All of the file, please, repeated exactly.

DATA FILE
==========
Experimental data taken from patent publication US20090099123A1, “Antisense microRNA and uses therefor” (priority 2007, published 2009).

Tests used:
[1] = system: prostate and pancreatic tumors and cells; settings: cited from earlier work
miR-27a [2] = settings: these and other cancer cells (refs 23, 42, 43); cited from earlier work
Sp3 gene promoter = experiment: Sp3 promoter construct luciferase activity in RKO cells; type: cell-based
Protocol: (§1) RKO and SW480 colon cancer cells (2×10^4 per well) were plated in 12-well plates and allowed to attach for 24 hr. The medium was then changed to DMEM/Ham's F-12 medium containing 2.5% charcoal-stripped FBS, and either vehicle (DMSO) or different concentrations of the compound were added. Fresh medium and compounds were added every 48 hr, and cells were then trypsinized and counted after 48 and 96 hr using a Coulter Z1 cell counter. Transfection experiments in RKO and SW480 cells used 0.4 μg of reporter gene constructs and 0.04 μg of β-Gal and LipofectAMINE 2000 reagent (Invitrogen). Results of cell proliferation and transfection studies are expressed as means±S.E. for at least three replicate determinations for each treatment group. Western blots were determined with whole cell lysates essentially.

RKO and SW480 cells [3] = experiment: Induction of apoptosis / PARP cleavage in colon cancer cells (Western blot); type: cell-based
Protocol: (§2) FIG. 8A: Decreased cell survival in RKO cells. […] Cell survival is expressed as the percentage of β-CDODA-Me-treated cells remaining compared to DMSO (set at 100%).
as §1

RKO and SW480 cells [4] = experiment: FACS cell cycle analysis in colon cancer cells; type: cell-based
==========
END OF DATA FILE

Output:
Experimental data taken from patent publication US20090099123A1, “Antisense microRNA and uses therefor” (priority 2007, published 2009).

Tests used:
[1] = system: prostate and pancreatic tumors and cells; settings: cited from earlier work
miR-27a [2] = settings: these and other cancer cells (refs 23, 42, 43); cited from earlier work
Sp3 gene promoter = experiment: Sp3 promoter construct luciferase activity in RKO cells; type: cell-based
Protocol: (§1) RKO and SW480 colon cancer cells (2×10^4 per well) were plated in 12-well plates and allowed to attach for 24 hr. The medium was then changed to DMEM/Ham's F-12 medium containing 2.5% charcoal-stripped FBS, and either vehicle (DMSO) or different concentrations of the compound were added. Fresh medium and compounds were added every 48 hr, and cells were then trypsinized and counted after 48 and 96 hr using a Coulter Z1 cell counter. Transfection experiments in RKO and SW480 cells used 0.4 μg of reporter gene constructs and 0.04 μg of β-Gal and LipofectAMINE 2000 reagent (Invitrogen). Results of cell proliferation and transfection studies are expressed as means±S.E. for at least three replicate determinations for each treatment group. Western blots were determined with whole cell lysates essentially.

RKO and SW480 cells [3] = experiment: Induction of apoptosis / PARP cleavage in colon cancer cells (Western blot); type: cell-based
Protocol: (§2) FIG. 8A: Decreased cell survival in RKO cells. […] Cell survival is expressed as the percentage of β-CDODA-Me-treated cells remaining compared to DMSO (set at 100%).
as §1

RKO and SW480 cells [4] = experiment: FACS cell cycle analysis in colon cancer cells; type: cell-based